Carolyn Cohen has been a professional artist for 30 years and turned to painting full time after many years in business. Part of her growing up experience was hiking with her family in the natural areas and parks in and around New York State, exploring undeveloped areas in New England, and, more recently, the native habitats in Florida. Carolyn is indebted to many botanical gardens for being able to paint on location. Her works include watercolors and hand painted etchings that combine the best of both media. For several years she has been creating an ongoing series of images depicting the structure and patterns of flowers.

In her studio, Carolyn works from live plant specimens, combining field sketches with the botanical subjects. Incorporating the traditions found in early botanical prints, paintings, calligraphy, Persian miniatures, and illuminated manuscripts, her work is an expressive interpretation of horticultural forms. Many of Carolyn’s paintings are in transparent watercolor as traditionally used on white paper. Other work is in opaque gouache and colored pencil on black paper. She uses watercolor in her etchings to create depth and shape, and to enhance the monochrome character of the print that is pulled from the etching plate.

Carolyn was born and grew up in Brooklyn, NY. She graduated from Hunter College High School and the City College of New York. For twenty years she worked at the Rockefeller Foundation and at New York University. From that time to the present, Carolyn has been an avid museum and gallery visitor in addition to attending many music and dance performances.

Her work has been in museum shows and touring exhibitions and is in a large number of public and private collections. She exhibits regularly in outdoor fine art shows and in galleries, and her work is included in numerous publications .


My drawings are simply studies in linear shapes and textures. Each image is botanically accurate although not always scientifically precise. Many of the patterns I see are abstract even though the lines I draw appear representational. Plant anatomy and texture, movement and patterns are more important to my eye than the color and flowers.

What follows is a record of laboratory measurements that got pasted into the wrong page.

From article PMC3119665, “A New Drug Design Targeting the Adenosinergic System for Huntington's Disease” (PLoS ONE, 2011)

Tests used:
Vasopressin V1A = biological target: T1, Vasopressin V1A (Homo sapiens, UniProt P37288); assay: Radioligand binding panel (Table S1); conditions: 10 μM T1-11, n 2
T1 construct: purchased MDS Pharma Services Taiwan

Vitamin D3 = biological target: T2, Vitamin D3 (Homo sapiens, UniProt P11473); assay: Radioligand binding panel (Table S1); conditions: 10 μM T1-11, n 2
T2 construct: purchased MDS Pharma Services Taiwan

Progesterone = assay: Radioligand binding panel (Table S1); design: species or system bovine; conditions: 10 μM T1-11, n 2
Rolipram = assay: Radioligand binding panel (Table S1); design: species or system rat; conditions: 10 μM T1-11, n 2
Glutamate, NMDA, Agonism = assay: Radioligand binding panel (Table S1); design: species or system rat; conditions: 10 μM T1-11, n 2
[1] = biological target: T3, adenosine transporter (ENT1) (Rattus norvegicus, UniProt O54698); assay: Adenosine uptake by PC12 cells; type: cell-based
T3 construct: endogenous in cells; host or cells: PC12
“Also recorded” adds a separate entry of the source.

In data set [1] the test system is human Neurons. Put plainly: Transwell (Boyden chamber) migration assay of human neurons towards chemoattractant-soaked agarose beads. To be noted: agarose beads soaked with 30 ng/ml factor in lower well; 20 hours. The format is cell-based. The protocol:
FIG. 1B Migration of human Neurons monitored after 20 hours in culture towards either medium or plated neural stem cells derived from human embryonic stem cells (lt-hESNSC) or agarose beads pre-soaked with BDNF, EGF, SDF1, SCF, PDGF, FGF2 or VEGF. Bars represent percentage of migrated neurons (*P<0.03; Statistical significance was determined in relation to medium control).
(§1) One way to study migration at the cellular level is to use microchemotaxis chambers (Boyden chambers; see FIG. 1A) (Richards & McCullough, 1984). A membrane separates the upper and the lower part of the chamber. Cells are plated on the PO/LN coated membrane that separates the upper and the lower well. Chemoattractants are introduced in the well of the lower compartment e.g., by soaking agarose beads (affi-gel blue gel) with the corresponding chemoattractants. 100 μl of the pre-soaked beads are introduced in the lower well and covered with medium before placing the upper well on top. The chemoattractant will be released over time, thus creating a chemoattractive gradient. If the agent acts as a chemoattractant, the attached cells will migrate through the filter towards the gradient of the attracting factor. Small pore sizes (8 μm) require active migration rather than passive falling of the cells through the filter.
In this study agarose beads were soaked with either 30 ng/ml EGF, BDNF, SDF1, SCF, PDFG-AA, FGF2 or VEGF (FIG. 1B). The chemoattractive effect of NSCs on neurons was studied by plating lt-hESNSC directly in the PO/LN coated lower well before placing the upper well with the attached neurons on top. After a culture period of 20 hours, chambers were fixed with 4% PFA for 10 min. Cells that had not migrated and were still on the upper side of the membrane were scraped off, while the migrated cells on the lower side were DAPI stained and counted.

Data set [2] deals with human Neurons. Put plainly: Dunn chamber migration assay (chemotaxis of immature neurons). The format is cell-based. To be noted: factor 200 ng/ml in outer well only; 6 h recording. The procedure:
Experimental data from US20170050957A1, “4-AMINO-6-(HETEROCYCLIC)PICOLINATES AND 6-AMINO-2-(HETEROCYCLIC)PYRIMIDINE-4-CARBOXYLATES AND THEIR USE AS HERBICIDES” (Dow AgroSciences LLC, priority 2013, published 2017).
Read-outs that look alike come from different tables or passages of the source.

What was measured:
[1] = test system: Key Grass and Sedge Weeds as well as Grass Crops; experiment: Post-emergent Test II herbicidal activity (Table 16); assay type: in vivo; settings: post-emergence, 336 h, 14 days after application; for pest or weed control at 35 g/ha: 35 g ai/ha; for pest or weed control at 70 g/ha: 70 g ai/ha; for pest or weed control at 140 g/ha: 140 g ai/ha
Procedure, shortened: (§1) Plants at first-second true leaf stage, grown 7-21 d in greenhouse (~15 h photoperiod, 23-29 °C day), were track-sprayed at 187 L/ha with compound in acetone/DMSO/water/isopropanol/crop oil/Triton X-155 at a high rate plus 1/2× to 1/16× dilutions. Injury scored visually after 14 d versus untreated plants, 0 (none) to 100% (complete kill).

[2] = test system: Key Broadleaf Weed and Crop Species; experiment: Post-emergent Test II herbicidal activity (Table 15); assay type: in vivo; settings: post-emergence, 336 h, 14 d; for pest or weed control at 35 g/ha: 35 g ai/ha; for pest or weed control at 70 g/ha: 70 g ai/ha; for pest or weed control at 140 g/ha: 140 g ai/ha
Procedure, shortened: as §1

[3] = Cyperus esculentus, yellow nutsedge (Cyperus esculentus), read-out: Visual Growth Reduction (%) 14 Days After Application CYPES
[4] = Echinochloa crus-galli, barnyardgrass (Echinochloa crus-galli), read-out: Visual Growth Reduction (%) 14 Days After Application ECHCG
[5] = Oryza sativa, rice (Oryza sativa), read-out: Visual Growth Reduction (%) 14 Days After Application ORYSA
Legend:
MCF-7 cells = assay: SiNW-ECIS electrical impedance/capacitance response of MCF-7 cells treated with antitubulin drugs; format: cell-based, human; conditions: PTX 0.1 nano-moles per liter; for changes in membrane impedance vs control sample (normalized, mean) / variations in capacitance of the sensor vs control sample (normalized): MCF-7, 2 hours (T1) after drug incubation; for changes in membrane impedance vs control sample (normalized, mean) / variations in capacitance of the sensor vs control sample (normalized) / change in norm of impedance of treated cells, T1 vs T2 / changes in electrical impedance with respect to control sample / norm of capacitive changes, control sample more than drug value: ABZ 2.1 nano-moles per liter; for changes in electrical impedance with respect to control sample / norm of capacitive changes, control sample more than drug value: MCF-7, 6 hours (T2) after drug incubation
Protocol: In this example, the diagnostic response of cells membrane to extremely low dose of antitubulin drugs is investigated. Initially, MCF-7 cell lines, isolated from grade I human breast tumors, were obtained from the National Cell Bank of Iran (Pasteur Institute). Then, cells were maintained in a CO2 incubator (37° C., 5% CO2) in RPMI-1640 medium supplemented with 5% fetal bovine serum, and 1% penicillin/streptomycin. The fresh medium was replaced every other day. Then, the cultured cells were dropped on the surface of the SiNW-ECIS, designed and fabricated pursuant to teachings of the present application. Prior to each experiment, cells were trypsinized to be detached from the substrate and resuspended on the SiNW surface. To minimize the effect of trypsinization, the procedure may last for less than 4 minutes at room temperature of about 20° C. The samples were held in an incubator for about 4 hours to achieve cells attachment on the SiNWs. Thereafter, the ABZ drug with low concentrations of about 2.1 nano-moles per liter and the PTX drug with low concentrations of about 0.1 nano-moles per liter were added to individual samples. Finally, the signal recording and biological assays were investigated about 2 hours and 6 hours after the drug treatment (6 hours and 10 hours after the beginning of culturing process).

My drawn lines are rarely straight; many are shaped by the “calligraphy” and rhythms I see in the plants. When I add color, the images seem to echo the artistry of early botanical scientist-artists, both Eastern and Western. Since I draw only from live subject matter, the drawings become portraits of the character of an individual plant at a given moment. As each plant responds to its environment, I include the element of time by depicting transitional views within the same drawing. Plants are the perfect studio models since they move very slowly in time.

Not all plants “speak” to me. I must find and choose a plant I want to draw. Perhaps it is hiding behind a wall or by the side of the road. Sometimes a wispy vine beckons as it waves in the wind, or a fraction of a larger landscape catches my eye. Isolating a plant from its context is necessary in order to focus on its unique form. Each subject becomes a memory trail that connects me to my own artistic context and world, creating a capsule of place and memory to revisit the joy of my childhood explorations.

I hope my artwork will encourage you to take time to look closely for beauty and strength in the natural world.